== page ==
Light detectors are used extensively in daily life as brightness sensors and as receivers for remote control devices in electrical gadgets, for example. However, operating these detectors requires electrical energy, which limits their versatility.
Now, Kui Yao and colleagues from the A*STAR Institute of Materials Research and Engineering in Singapore have developed a photodetector that can harvest just small quantities of detected light to generate enough energy to power a sensing signal transmission through a radio-frequency transmitter (1).
While the energy contained in a beam of light can be converted into electricity, this energy is not usually sufficient to continuously power an electrical circuit. Even the use of batteries to power a circuit is impractical in many circumstances, explains Yao. “Use of photosensors may take place under extremely harsh conditions intolerable to batteries, or involve environmental monitoring network systems where it may be too expensive or unrealistic to maintain batteries for each sensor.”
Operating an electrical circuit under low-power circumstances requires a buildup of energy, which must be generated by the photodetector. However, commonly used photodetector materials, which are based on semiconductors, lose too much energy for this to occur. “Conventional photodetectors can’t accumulate the minute photovoltaic energy and then harness it to drive a load in a sustainable manner,” explains Yao.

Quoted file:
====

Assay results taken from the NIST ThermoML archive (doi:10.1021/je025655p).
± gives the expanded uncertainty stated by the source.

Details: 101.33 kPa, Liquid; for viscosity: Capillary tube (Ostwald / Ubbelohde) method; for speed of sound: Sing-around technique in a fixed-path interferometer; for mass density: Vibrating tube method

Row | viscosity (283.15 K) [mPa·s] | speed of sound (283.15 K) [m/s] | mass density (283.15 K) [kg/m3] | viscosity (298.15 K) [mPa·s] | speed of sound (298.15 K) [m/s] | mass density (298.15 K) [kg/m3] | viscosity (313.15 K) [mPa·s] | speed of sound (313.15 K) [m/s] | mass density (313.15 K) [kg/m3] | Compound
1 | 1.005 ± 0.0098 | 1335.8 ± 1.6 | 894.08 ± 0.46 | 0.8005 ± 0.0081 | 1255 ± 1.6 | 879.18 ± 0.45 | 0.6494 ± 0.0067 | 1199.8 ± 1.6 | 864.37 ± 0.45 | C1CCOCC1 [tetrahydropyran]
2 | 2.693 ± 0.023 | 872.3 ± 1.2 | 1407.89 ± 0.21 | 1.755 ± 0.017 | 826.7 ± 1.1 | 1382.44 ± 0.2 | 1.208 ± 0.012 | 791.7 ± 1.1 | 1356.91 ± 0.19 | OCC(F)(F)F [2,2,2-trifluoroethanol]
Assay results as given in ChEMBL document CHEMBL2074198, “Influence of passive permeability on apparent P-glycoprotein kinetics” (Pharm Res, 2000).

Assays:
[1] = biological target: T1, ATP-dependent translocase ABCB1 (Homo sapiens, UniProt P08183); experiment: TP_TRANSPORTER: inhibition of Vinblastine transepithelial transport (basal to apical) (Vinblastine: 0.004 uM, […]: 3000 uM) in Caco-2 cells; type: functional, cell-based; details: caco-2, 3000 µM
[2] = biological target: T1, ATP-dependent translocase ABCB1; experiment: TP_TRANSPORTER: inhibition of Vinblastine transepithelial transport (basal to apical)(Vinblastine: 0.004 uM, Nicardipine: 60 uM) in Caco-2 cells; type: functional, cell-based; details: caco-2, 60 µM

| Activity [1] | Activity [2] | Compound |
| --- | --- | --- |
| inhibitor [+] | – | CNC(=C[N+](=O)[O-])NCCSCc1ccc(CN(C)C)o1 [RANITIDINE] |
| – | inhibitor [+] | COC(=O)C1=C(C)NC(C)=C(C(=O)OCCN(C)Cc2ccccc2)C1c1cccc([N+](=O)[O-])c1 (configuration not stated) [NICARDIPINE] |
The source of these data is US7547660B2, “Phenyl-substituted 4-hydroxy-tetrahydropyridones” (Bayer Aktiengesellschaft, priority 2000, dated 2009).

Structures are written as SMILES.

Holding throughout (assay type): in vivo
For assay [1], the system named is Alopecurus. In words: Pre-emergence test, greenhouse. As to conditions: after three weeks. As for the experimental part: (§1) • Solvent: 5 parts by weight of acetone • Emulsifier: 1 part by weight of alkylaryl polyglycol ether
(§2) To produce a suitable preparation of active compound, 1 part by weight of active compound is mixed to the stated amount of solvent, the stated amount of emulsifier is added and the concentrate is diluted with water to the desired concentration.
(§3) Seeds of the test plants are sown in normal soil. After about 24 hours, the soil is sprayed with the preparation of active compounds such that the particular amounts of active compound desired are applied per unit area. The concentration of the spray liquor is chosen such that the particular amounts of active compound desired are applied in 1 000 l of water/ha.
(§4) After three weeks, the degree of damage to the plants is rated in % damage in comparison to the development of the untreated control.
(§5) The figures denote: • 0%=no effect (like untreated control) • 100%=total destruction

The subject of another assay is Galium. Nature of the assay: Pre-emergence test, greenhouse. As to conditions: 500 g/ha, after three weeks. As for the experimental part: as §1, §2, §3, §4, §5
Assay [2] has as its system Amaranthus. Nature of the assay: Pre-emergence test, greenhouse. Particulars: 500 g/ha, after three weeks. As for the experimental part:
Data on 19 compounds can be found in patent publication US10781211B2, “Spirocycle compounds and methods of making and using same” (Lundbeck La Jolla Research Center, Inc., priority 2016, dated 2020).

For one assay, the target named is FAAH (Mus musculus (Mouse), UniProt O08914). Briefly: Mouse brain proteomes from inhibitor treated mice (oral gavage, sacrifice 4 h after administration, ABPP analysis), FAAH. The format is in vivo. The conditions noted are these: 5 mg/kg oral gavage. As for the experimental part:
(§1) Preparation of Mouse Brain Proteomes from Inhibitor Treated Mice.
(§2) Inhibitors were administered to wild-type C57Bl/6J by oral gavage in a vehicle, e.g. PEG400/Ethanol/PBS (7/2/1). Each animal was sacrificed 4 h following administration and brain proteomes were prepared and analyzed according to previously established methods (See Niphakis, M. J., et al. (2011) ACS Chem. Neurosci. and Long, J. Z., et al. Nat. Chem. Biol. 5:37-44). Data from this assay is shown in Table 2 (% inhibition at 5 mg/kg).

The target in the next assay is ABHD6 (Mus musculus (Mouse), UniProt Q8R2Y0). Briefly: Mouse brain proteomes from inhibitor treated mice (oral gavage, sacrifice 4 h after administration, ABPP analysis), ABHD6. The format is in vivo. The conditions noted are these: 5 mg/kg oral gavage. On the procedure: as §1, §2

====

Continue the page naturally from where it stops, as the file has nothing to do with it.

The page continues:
To overcome such energy losses, Yao and colleagues developed photodetectors made from ferroelectric compounds. These insulating materials can separate electrical charges as well as store them with low losses. Ferroelectric detectors can also generate a larger electrical voltage than semiconductors, making it easier for them to power other electrical components.
The researchers connected their ferroelectric detector to a specially designed electrical circuit, which is mechanically opened and closed by a switch in the form of a piezoelectric cantilever. Any generated electricity is temporarily stored in the ferroelectric detector and a capacitor. Once the electrical charge of the capacitor is sufficiently high, the cantilever changes its shape and closes the electrical circuit. This activates a commercial radio transmitter.
So far, the team’s main challenge in developing the device has been to minimize electrical losses. Remarkably, Yao and his team have shown that almost 70 per cent of the accumulated electrical charge can be retrieved from the capacitor — even ten minutes after the light source has been switched off. This advantage provides the team’s device with the potential for use in a wide range of applications, such as wireless optical sensors and monitoring networks.
The A*STAR-affiliated researchers contributing to this research are from the Institute of Materials Research and Engineering